Mark Pietrowski (02:35): My favorite part of the Cortland parade are seeing all the smiling faces on the sidelines of kids that are waving and seeing all of the really neat floats that are entered into the parade. Then also going down the line of parade participants before the parade even starts, because I'm able to help present reward checks to the winners of the best float and things like that, and just kind of compliment different individuals on their floats and instrument playing and dance groups and everything like that, and just really enjoy all the talents that people bring to the parade.
Skakerra P. (03:19): We put so much work and the effort into the songs that we play that we remember. I may still memorize the songs even if it done been like a few months since we played them. We still memorize the songs without the sheet. It's kind of like it sticks in our brain because it sounds so good and peaceful.
Mark Pietrowski (03:40): The parade route has changed over the years because the town of Cortland has gotten larger. Now what the parade route is, is it starts over at Loves Road, which is by the DeKalb Municipal Airport, and then it winds through different neighborhoods in Cortland, it goes down Somonauk Road, which is kind of the main stretch through Cortland, and then it ends in Cortland Community Park, which is next to the Lion’s Den building.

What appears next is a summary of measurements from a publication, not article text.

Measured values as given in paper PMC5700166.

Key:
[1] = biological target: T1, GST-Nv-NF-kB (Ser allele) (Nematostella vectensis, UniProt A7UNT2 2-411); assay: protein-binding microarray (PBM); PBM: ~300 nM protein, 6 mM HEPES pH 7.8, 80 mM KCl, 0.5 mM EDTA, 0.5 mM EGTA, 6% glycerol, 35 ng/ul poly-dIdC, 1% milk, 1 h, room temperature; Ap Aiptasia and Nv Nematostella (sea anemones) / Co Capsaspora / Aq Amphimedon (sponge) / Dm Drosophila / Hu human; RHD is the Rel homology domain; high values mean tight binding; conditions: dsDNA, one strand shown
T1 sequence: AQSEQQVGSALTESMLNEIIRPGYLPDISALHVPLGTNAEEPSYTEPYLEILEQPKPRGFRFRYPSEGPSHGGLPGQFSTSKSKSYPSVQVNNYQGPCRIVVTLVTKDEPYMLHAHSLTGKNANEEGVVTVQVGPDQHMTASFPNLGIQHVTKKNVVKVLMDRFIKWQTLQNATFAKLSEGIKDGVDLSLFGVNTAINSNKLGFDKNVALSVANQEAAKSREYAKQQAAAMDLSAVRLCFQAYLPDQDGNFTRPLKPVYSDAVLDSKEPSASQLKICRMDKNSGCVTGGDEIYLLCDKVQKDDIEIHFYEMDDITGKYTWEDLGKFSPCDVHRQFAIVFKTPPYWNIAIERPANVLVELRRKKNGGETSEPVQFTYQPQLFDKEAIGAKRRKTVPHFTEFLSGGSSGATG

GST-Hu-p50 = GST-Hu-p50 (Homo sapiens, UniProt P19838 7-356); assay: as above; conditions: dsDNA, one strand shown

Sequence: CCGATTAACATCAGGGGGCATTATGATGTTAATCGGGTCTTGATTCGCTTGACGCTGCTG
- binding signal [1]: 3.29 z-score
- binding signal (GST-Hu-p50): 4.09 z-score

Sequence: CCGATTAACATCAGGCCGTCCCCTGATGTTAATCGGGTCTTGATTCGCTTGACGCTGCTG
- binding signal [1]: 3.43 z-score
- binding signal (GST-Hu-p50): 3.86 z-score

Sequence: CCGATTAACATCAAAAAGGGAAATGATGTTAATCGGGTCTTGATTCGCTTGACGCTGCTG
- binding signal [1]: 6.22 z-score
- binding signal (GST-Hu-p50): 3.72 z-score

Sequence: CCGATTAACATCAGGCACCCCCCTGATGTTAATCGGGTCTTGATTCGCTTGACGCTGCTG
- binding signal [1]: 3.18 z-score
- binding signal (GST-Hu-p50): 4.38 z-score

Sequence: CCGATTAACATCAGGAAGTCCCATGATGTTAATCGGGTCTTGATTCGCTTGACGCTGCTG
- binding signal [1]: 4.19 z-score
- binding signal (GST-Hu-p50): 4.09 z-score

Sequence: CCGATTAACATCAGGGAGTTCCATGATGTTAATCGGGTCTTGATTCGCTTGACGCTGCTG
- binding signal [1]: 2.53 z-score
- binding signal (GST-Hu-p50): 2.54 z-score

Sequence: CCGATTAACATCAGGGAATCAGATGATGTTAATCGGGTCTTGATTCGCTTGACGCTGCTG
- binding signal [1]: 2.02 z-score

Sally Coyle (04:12): There's been a few times that there's been a break in the parade. You know why? Because they have to cross the railroad tracks and you know what happens? A train comes. Here we sit like this for a long time, waiting until the train goes through so the parade can keep going again.
Mark Pietrowski (04:27): The parade is important to the town of Cortland because it's a celebration of the town and it's a celebration of our community. We can have a bank participate in the community that's a community bank, but we also have different nonprofits that'll take part. We have the town of Cortland, we have our own float in there, the Cortland Lions Club. It's really just a celebration of community.
Jaxen M. (04:53): If the parade doesn't happen every year, some people might get angry and be sad.
Asset ID: 2023.05.02
Themes: Parades, festivals, traditions, events, holidays, Halloween, children, mayor, music, band, dance, small towns, community, joy, celebrations
Date recorded: September 2022-January 2023
Length of recording: 0:05:09
Related traveling exhibition/program: Coming Home Student Documentaries
Sponsor or affiliated organization: Cortland Elementary School in collaboration with Dekalb County History Center and WNIJ, Dekalb County, Illinois
More information or related assets: https://www.facebook.com/DeKalbCountyHist/photos/a.383037712250/10158791532362251/?type=3 and https://www.shawlocal.com/midweek-news/news/local/2021/10/26/smithsonian-junior-volunteer-program-returns/